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11.2 Brønsted-Lowry Acids and Bases

  • Page ID
    171962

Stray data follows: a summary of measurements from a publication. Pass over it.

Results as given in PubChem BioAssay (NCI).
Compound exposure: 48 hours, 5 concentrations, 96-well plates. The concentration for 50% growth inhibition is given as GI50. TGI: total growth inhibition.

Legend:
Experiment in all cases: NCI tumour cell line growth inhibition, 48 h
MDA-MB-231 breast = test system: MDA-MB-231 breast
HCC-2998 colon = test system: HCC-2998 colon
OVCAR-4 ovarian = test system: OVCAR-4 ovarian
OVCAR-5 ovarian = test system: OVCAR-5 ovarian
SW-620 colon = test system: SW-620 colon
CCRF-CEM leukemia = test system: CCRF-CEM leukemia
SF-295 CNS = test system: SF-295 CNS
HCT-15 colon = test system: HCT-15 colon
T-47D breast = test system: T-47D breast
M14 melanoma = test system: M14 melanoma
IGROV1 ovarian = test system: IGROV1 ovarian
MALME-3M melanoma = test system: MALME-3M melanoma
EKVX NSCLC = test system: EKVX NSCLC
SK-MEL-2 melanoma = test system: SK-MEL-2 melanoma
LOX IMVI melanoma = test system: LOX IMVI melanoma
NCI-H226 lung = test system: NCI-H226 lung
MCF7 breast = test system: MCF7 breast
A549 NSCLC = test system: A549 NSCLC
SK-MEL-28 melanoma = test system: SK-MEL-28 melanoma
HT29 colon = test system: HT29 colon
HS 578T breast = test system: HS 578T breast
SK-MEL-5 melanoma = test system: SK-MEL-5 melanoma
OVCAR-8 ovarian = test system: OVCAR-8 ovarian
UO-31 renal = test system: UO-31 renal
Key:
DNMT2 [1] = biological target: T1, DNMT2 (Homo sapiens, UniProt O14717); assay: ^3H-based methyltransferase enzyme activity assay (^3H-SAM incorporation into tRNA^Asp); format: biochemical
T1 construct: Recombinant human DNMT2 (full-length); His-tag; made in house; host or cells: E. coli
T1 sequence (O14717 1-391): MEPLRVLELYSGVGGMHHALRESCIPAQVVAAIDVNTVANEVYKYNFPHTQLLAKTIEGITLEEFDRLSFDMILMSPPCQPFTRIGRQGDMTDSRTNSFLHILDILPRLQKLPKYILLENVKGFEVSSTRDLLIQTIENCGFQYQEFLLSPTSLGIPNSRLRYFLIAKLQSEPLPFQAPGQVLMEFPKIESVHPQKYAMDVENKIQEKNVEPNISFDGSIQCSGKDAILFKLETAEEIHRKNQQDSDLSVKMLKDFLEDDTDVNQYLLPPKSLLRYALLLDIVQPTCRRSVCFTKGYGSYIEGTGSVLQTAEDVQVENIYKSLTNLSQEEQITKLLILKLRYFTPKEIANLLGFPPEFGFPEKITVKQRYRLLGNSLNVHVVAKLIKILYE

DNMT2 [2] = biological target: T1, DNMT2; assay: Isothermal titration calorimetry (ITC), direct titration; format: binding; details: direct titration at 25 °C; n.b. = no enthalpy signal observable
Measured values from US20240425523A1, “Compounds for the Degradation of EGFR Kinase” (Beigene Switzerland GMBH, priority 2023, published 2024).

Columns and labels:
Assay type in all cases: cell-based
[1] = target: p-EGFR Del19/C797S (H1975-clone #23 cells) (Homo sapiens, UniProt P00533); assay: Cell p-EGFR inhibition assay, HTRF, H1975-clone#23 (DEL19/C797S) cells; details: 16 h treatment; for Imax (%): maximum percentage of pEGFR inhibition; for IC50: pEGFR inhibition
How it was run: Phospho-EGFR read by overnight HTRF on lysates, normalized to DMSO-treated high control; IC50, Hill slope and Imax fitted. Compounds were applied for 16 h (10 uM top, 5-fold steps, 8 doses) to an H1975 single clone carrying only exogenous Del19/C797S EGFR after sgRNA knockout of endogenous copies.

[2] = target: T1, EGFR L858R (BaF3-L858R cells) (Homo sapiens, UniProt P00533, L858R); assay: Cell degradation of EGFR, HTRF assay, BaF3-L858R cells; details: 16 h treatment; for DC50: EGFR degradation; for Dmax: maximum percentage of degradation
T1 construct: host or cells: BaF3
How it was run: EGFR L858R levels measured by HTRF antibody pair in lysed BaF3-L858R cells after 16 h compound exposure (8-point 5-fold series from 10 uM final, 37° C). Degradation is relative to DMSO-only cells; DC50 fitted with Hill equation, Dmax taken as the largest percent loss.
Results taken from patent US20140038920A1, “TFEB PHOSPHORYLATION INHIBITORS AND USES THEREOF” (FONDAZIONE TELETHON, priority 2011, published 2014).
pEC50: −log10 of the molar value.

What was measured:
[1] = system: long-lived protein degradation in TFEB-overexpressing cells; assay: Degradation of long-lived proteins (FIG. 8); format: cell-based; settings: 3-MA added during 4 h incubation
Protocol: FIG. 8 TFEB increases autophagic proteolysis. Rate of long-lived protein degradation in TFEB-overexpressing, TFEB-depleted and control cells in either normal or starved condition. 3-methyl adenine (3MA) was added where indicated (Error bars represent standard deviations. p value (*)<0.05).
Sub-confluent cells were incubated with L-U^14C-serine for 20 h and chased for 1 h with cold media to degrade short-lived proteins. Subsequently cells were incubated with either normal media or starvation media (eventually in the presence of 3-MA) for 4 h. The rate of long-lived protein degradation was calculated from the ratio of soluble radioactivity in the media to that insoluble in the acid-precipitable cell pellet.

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    and is limited to aqueous (that is, water) solutions. Although this is useful because water is a common solvent, it is limited to the relationship between the H ion and the OH ion. What would be useful is a general definition more applicable to other chemical reactions and, importantly, independent of HO. is any species that can donate a proton (H) to another molecule. A is any species that can accept a proton from another molecule. In short, a Brønsted-Lowry is a proton donor (PD), while a is a proton acceptor (PA). - reaction: }{H^{+}(aq)}+\underset{}{OH^{-}(aq)}\rightarrow H_{2}O\, (l)\nonumber \] species and species are marked. The proton, however, is (by definition) a proton donor (labeled PD), while the OH ion is acting as the proton acceptor (labeled PA): , and the proton acceptor is the : }{H^{+}(aq)}+\underset{BL\, }{OH^{-}(aq)}\rightarrow H_{2}O\, (l)\nonumber \] by both definitions, and OH is a by both definitions. even though it does not contain OH ions in its formula. Instead, it generates OH ions as the product of a proton-transfer reaction with HO ; NH acts like a , and HO acts like a Brønsted-Lowry : ; we say that NH hydrolyzes to make NH ions and OH ions. in water can be considered a Brønsted-Lowry - reaction. Consider the process of dissolving HCl(g) in water to make an aqueous of hydrochloric . The process can be written as follows: , while HO is the proton acceptor and a . These two examples show that HO can act as both a proton donor and a proton acceptor, depending on what other is in the chemical reaction. A that can act as a proton donor or a proton acceptor is called . Water is probably the most common we will encounter, but other substances are also . , while the OH ion, the proton acceptor, is acting as a . The reverse reaction is also a Brønsted-Lowry reaction: - reactions by the Brønsted-Lowry definition. If you consider the species in this chemical reaction, two sets of similar species exist on both sides. Within each set, the two species differ by a proton in their formulas, and one member of the set is a Brønsted-Lowry , while the other member is a . These sets are marked here: . We say that NH is the conjugate of NH, OH is the conjugate of HO, and so forth. Every Brønsted-Lowry - reaction can be labeled with two .


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